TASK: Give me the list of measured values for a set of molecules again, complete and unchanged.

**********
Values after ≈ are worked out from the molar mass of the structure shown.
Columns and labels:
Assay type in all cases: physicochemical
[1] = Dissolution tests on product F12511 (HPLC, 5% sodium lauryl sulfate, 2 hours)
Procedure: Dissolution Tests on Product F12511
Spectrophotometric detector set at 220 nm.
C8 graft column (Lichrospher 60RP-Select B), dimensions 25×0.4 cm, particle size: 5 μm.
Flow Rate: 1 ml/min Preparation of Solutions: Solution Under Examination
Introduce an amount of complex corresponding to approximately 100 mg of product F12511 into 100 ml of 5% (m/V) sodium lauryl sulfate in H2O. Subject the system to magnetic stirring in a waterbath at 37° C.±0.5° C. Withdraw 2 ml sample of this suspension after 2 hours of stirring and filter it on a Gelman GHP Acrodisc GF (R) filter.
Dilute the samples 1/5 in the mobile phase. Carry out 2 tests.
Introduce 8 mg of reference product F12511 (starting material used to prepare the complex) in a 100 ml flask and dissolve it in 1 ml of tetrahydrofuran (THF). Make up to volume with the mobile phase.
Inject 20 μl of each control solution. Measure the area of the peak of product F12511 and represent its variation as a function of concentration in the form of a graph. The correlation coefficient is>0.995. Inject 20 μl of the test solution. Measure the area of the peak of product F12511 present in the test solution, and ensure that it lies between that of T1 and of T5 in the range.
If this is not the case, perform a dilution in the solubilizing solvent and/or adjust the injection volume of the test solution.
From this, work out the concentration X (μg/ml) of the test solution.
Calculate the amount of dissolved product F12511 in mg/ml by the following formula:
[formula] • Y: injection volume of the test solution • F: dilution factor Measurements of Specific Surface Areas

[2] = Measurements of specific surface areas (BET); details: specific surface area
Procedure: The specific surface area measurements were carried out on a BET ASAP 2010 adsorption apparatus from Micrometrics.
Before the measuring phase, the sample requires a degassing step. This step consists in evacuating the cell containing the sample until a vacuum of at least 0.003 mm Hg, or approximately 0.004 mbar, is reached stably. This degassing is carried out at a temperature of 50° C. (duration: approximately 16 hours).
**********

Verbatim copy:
Values after ≈ are worked out from the molar mass of the structure shown.
Columns and labels:
Assay type in all cases: physicochemical
[1] = Dissolution tests on product F12511 (HPLC, 5% sodium lauryl sulfate, 2 hours)
Procedure: Dissolution Tests on Product F12511
Spectrophotometric detector set at 220 nm.
C8 graft column (Lichrospher 60RP-Select B), dimensions 25×0.4 cm, particle size: 5 μm.
Flow Rate: 1 ml/min Preparation of Solutions: Solution Under Examination
Introduce an amount of complex corresponding to approximately 100 mg of product F12511 into 100 ml of 5% (m/V) sodium lauryl sulfate in H2O. Subject the system to magnetic stirring in a waterbath at 37° C.±0.5° C. Withdraw 2 ml sample of this suspension after 2 hours of stirring and filter it on a Gelman GHP Acrodisc GF (R) filter.
Dilute the samples 1/5 in the mobile phase. Carry out 2 tests.
Introduce 8 mg of reference product F12511 (starting material used to prepare the complex) in a 100 ml flask and dissolve it in 1 ml of tetrahydrofuran (THF). Make up to volume with the mobile phase.
Inject 20 μl of each control solution. Measure the area of the peak of product F12511 and represent its variation as a function of concentration in the form of a graph. The correlation coefficient is>0.995. Inject 20 μl of the test solution. Measure the area of the peak of product F12511 present in the test solution, and ensure that it lies between that of T1 and of T5 in the range.
If this is not the case, perform a dilution in the solubilizing solvent and/or adjust the injection volume of the test solution.
From this, work out the concentration X (μg/ml) of the test solution.
Calculate the amount of dissolved product F12511 in mg/ml by the following formula:
[formula] • Y: injection volume of the test solution • F: dilution factor Measurements of Specific Surface Areas

[2] = Measurements of specific surface areas (BET); details: specific surface area
Procedure: The specific surface area measurements were carried out on a BET ASAP 2010 adsorption apparatus from Micrometrics.
Before the measuring phase, the sample requires a degassing step. This step consists in evacuating the cell containing the sample until a vacuum of at least 0.003 mm Hg, or approximately 0.004 mbar, is reached stably. This degassing is carried out at a temperature of 50° C. (duration: approximately 16 hours).